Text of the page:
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Elvis Style – From zoot suits to jumpsuits

Blue suede shoes, a golden suit, a pink Cadillac and the perfect quiff. Elvis had style!

Many books have been written about Elvis, his life and his music. This book, written by fashion journalist Zoey Goto, highlights the King’s style. A style that didn’t just show in his clothing, but also in other items and accessories. Think about his airplane the ‘Lisa Marie’ and the Jungle Room, for instance.

Elvis Fashion

Looking good was important to Elvis. However, he didn’t have money for fine clothes when he was young. His family was very poor, which is why he could only dream of the colourful clothes he was admiring as a 17-year-old boy, in the Lansky Bros window: the store in Memphis Tennessee, where Elvis later on bought a lot of his outfits and where Johnny Cash, Jerry Lee Lewis and B.B. King were also customers.

In 1954, when he was 19 years old, Elvis recorded the single “That’s All Right Mama” at Sun Records. It wasn’t long after that, he had made enough money to go back to the store and shop ‘till he dropped.
After a while, Elvis was gifted a lot of Lanksy Bros. clothes, as long as he told people where he would get his outfits from. This turned out to be a great deal for the shop, which still is in business today!

Elvis Style book review - The Greaser and the Doll
Photo from Elvis Style: Bernard J. Lansky Collection

Aside from looking good, having a style of his own was very important to Elvis. Before he started wearing clothes that were designed for him personally and he still had to buy his outfits in stores, he would often have his clothes customized. By his grandmother for instance, who would turn his outfits into something personal with needle and tread.

“Elvis Style” showcases a number of iconic Elvis outfits, such as his golden suit, his denim outfit from “Jailhouse Rock”, Alfred Shaheen’s “Blue Hawaii” Aloha shirt, of course the leather suit from the “’68 Comeback Special” and many of his Las Vegas getups.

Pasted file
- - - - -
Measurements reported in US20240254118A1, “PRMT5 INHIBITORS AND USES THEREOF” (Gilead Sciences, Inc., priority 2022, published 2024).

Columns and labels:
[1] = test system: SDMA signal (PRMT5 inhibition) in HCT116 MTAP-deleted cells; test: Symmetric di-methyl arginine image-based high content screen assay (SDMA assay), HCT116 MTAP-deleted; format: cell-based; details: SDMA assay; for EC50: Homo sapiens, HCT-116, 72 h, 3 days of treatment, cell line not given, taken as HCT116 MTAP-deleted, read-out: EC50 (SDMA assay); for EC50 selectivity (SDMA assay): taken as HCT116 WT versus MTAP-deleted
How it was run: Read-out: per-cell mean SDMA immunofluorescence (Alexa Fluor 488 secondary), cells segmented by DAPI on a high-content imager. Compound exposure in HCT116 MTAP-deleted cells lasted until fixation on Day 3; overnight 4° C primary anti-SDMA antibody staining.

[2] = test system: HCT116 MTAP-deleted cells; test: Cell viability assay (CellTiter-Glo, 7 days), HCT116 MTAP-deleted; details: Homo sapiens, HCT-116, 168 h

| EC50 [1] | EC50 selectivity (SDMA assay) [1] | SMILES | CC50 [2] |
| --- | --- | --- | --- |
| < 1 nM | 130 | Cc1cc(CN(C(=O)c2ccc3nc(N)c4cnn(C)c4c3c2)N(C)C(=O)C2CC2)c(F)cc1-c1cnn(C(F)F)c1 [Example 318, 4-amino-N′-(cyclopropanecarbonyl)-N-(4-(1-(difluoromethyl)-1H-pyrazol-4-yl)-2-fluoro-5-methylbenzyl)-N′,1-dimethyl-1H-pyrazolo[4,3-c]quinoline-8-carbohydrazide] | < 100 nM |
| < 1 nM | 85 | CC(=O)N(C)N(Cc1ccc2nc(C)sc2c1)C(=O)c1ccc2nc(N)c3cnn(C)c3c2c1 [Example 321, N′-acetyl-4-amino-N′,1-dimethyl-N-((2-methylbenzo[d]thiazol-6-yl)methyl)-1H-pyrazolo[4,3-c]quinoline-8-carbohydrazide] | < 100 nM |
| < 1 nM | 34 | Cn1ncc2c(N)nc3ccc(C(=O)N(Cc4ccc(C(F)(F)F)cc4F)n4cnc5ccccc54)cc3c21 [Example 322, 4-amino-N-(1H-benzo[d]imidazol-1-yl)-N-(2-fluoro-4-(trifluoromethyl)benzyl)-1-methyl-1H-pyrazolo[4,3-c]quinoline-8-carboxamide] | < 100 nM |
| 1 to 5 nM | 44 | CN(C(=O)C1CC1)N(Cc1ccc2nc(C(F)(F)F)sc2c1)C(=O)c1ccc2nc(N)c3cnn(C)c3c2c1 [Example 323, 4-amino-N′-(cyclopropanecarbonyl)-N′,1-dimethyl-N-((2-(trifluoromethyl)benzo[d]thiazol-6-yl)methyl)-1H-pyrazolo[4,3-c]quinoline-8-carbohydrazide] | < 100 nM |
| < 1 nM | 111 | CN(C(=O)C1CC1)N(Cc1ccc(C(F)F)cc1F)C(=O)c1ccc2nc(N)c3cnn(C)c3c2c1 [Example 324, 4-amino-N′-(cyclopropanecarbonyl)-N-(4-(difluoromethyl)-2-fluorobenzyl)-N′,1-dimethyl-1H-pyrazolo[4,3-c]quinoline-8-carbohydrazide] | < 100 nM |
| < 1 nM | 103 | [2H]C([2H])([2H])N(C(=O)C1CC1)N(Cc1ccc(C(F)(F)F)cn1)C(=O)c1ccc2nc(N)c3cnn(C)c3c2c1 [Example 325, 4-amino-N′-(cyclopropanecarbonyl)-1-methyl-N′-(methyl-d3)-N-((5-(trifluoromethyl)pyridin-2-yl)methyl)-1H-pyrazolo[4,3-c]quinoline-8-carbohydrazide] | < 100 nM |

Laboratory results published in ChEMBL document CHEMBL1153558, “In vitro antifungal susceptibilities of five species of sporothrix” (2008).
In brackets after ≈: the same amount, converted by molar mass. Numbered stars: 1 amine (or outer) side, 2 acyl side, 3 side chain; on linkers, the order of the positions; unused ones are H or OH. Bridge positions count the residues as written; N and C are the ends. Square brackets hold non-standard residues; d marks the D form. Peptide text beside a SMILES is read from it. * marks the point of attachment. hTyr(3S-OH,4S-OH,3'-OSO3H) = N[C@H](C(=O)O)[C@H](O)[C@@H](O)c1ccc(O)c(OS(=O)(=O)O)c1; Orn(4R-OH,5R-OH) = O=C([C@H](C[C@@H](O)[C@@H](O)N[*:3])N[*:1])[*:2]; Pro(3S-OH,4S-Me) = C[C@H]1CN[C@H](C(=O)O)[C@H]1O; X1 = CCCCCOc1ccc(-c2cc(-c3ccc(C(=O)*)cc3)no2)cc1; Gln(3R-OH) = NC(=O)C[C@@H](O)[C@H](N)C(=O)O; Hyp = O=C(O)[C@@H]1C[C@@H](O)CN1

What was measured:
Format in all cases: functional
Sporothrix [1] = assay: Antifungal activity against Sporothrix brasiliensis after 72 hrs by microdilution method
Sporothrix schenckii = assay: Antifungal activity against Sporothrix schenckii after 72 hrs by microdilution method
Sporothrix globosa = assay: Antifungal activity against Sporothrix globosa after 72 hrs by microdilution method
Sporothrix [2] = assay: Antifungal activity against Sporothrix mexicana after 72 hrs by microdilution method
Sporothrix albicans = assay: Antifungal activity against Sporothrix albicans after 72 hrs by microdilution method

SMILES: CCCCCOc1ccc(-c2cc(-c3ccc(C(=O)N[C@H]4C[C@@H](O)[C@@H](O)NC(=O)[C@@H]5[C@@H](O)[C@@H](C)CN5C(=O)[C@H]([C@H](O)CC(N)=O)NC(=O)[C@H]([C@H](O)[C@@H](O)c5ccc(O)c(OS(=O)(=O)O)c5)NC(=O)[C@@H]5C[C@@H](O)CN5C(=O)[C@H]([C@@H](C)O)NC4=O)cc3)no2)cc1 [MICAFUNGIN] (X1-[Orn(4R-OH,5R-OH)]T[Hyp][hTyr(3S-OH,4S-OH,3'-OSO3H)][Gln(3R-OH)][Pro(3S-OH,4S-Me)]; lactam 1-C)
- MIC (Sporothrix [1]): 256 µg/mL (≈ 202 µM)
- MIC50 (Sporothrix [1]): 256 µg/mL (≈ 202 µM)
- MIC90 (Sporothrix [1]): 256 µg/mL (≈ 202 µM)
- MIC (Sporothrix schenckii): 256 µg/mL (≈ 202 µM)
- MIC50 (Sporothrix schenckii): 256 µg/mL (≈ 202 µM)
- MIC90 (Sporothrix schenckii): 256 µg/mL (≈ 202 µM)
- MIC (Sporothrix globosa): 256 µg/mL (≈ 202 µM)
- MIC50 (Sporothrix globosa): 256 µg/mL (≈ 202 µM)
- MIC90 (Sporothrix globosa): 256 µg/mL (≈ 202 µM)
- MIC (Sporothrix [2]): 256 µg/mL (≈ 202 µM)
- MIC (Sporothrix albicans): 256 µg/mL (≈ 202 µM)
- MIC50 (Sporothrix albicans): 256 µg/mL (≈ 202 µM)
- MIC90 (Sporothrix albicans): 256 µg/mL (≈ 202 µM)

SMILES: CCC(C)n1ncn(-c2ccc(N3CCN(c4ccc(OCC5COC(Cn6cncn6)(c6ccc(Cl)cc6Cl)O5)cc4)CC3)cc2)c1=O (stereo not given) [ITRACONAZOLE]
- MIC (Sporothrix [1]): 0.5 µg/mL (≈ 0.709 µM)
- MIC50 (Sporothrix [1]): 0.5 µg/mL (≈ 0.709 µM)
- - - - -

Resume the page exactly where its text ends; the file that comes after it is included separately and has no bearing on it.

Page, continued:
Did you know?

♠ Levi’s sold “Elvis Presley Jeans” in 1956, even though Elvis didn’t like jeans. They reminded him of the poverty he grew up in. Even though denim has become a familiar look now, denim pants were workman’s clothing.
♥ There were “I Hate Elvis” badges for sale in 1956 to make money on non-fans. This was an idea of his manager, Coronel Tom Parker.

Elvis Hair

Elvis never had bad hair days. His hair always looked amazing! Even when he was enjoying a very rare day off, he would make sure his pompadour was in perfect shape. I can’t imagine what Elvis must’ve looked like if he was still alive and balding or completely bald.

In this book, you can read what products Elvis used to style his hair and for what amount of money one of his locks of hair was sold in 2002.

Did you know?

♦ Bruno Mars started his musical career as an Elvis impersonator? He was performing as “Little Elvis” since he was four years old. The tiny Hawaiian was doing so well, he even got a small part in the movie “Honeymoon in Vegas”, staring Nicolas Cage, James Caan and Sarah Jessica Parker.

Elvis Food